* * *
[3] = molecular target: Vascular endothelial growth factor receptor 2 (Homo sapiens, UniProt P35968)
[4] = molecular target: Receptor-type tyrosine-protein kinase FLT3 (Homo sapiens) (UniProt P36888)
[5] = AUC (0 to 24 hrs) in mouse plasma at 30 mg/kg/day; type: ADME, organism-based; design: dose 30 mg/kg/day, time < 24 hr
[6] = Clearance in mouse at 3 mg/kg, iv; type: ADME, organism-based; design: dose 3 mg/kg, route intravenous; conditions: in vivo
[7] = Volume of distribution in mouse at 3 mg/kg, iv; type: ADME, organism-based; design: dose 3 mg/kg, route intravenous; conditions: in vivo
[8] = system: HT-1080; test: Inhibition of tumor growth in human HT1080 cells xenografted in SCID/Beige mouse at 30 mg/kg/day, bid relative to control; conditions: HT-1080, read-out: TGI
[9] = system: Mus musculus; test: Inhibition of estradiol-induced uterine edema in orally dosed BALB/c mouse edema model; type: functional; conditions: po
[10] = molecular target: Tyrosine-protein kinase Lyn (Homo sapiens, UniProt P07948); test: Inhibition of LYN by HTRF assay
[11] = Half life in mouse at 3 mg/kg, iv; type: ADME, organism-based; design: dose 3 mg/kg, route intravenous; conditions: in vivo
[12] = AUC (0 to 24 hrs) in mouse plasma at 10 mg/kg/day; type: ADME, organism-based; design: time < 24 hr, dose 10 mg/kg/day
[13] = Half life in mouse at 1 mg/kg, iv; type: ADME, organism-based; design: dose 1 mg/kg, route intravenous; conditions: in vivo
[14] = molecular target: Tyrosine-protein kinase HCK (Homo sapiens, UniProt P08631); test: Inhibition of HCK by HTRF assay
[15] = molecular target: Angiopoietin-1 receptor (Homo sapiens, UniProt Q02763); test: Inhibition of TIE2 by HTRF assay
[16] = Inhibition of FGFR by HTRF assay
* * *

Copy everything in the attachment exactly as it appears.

[3] = molecular target: Vascular endothelial growth factor receptor 2 (Homo sapiens, UniProt P35968)
[4] = molecular target: Receptor-type tyrosine-protein kinase FLT3 (Homo sapiens) (UniProt P36888)
[5] = AUC (0 to 24 hrs) in mouse plasma at 30 mg/kg/day; type: ADME, organism-based; design: dose 30 mg/kg/day, time < 24 hr
[6] = Clearance in mouse at 3 mg/kg, iv; type: ADME, organism-based; design: dose 3 mg/kg, route intravenous; conditions: in vivo
[7] = Volume of distribution in mouse at 3 mg/kg, iv; type: ADME, organism-based; design: dose 3 mg/kg, route intravenous; conditions: in vivo
[8] = system: HT-1080; test: Inhibition of tumor growth in human HT1080 cells xenografted in SCID/Beige mouse at 30 mg/kg/day, bid relative to control; conditions: HT-1080, read-out: TGI
[9] = system: Mus musculus; test: Inhibition of estradiol-induced uterine edema in orally dosed BALB/c mouse edema model; type: functional; conditions: po
[10] = molecular target: Tyrosine-protein kinase Lyn (Homo sapiens, UniProt P07948); test: Inhibition of LYN by HTRF assay
[11] = Half life in mouse at 3 mg/kg, iv; type: ADME, organism-based; design: dose 3 mg/kg, route intravenous; conditions: in vivo
[12] = AUC (0 to 24 hrs) in mouse plasma at 10 mg/kg/day; type: ADME, organism-based; design: time < 24 hr, dose 10 mg/kg/day
[13] = Half life in mouse at 1 mg/kg, iv; type: ADME, organism-based; design: dose 1 mg/kg, route intravenous; conditions: in vivo
[14] = molecular target: Tyrosine-protein kinase HCK (Homo sapiens, UniProt P08631); test: Inhibition of HCK by HTRF assay
[15] = molecular target: Angiopoietin-1 receptor (Homo sapiens, UniProt Q02763); test: Inhibition of TIE2 by HTRF assay
[16] = Inhibition of FGFR by HTRF assay